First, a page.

Who knows! After a while you will be worried if leaving your window and door opened yourself.
7. You will certainly not send an early birthday wish
Creating friendships with German natives, you will absolutely need sensing that wishing a birthday before the exact birthday date is seen as a kind of bringing a bad luck to the birthday person. Can totally thwart and offend the person, if giving an early birthday wish!
Make sure you do not rush before saying “Happy birthday”! Even that we might get your enthusiasm for being kind, we are questionable if your German friend ever will!
8. You will drop the idea of driving your bicycle when boozed
Dismiss the idea of ever driving while being boozed in Germany! Rules in Germany are terrifically strict when it comes to driving hazardously, even if pedaling a bicycle. Again, once caught by German authorities pedaling with a blood alcohol level 1.6 or more, you will be called-off from your driving license and in some cases you might be required to undergo MPA (Medical psychological assessment – ger. MPU – Medizinisch-Psychologische Untersuchung). Failing on MPA test includes your driving license being revoked.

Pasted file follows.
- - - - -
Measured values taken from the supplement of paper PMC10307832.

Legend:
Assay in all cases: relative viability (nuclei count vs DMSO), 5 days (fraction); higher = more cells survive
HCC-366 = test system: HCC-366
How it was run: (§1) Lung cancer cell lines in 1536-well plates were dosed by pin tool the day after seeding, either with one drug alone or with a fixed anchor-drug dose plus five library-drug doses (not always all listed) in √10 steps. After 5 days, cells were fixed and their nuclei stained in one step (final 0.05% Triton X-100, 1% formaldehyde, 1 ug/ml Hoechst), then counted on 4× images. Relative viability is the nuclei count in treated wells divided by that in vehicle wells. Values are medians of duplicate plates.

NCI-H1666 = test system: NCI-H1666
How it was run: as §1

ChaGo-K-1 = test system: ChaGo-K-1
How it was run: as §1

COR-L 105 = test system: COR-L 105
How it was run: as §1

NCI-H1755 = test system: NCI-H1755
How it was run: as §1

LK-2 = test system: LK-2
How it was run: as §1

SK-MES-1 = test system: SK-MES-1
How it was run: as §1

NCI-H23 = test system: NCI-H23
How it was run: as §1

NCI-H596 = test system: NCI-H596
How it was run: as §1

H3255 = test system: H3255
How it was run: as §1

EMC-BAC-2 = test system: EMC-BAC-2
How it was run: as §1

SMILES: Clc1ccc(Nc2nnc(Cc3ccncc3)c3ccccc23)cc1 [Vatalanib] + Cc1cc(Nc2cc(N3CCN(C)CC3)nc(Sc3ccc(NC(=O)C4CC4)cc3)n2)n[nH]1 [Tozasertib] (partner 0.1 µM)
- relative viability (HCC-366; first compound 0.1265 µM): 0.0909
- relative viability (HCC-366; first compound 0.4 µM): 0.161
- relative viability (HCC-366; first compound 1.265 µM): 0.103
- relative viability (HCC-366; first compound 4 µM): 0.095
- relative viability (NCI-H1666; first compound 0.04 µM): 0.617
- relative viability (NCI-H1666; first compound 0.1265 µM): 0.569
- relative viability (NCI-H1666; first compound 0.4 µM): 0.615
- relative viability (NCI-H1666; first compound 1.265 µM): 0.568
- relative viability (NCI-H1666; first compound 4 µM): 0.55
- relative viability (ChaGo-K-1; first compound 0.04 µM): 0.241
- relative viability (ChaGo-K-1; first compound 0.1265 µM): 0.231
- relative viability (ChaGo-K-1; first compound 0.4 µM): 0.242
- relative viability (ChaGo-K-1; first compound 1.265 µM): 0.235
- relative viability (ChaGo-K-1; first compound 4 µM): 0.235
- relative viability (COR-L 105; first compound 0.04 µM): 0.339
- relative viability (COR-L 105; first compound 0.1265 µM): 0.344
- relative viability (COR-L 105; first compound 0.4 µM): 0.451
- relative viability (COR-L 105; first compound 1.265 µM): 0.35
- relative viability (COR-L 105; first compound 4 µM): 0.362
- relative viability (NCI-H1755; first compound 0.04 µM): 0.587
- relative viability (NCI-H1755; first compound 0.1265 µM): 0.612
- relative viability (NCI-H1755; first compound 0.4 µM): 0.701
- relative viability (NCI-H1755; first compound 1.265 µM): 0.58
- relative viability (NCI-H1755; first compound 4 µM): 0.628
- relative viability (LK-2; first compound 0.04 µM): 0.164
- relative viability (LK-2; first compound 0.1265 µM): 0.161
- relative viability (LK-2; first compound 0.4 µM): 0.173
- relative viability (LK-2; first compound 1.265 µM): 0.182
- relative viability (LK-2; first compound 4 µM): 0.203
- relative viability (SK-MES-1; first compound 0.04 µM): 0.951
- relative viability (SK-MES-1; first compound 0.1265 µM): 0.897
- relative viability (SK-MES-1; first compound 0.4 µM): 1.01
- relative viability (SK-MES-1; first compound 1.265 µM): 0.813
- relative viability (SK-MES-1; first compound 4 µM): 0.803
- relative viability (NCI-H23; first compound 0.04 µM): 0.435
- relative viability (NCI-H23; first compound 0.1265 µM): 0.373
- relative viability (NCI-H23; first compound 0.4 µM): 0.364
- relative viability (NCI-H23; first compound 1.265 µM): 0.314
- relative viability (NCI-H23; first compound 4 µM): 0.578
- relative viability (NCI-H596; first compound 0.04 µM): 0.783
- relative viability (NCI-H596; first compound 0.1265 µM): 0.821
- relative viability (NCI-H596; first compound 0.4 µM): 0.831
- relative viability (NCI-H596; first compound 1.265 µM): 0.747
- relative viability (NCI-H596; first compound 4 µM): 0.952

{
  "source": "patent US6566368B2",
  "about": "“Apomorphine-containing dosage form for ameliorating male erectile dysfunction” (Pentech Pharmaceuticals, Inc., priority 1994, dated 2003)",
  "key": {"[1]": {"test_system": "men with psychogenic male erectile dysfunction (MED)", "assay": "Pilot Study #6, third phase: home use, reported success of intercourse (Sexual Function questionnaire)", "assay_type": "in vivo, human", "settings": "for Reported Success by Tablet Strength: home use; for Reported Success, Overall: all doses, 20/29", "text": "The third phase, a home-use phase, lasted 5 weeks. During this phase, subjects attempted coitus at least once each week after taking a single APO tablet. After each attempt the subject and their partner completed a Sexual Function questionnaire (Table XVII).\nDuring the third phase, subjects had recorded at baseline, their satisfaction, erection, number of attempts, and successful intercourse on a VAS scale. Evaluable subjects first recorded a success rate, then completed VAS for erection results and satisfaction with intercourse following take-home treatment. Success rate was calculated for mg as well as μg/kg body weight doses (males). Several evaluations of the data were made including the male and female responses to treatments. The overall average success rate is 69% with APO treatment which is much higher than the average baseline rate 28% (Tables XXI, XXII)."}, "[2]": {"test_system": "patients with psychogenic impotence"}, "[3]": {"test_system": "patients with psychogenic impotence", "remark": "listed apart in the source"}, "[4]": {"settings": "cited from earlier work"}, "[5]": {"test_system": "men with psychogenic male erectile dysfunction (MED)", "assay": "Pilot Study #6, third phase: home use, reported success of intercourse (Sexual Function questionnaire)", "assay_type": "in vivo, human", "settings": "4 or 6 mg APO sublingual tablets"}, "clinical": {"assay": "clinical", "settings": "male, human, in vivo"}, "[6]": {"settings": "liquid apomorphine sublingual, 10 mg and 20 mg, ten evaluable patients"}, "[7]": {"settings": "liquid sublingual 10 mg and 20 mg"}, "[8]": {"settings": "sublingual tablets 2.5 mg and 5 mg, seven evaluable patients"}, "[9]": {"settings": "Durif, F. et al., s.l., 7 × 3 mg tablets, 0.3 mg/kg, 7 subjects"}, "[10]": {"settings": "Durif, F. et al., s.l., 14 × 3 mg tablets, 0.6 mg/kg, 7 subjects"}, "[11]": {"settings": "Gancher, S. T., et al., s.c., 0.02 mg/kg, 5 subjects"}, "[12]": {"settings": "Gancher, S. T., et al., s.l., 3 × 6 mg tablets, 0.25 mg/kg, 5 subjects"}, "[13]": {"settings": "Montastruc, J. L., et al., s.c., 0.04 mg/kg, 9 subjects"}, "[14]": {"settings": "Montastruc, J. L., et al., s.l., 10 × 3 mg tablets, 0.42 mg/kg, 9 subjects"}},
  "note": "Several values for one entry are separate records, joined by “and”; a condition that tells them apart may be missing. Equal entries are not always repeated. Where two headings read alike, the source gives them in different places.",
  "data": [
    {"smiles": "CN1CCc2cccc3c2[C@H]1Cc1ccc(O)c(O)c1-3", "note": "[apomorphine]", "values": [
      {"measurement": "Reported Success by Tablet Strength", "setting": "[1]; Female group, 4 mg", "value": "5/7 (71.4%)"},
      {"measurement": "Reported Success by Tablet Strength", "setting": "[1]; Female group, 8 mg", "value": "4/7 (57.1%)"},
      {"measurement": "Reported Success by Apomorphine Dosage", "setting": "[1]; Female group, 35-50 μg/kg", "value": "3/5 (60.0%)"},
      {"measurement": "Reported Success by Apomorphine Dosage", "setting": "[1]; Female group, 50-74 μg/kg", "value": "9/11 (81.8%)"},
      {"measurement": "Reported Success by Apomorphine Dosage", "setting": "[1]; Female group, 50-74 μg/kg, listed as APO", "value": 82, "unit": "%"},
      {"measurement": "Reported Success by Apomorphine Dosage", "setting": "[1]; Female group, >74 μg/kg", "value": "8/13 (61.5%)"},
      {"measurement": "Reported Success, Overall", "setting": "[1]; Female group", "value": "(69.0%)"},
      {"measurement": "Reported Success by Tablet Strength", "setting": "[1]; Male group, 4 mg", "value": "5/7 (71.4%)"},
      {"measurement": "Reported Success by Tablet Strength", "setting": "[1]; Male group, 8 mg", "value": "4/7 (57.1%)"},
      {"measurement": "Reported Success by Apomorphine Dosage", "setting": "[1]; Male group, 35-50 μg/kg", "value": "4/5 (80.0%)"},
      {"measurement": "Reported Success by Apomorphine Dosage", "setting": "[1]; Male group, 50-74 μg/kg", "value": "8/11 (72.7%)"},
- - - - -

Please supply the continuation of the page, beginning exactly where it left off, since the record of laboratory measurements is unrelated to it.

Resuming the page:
Here is a piece of counsel, get a taxi to your home after having a fun beer time!
9. You will learn to super speed-up the checkout when in superstore
When in Germany you will realize people being very speedy on their checkout at the grocery store. Definitely you will get that awkward feeling of someone being in rush and passing that to all the people in line. Oops…there are barely no lines in German stores! Checkout operator is a very fast one, scanning products pronto and there is a hurriedly process of paying and packing too.
If seeing some tensed gazing eyes after you, that means you are slowing down the checkout line! Germans are in flurry at a grocery store, so we advise being fast on placing products in the checkout board!
10. You will grasp that playing with pillows can lead to an assault charge
You might yell after hearing this…but is factual! Pillows are considered “passive weapons” by the law in Germany. In any circumstances consider not an interesting option playing with pillows, as if someone being hurt the authorities might charge of assaulting.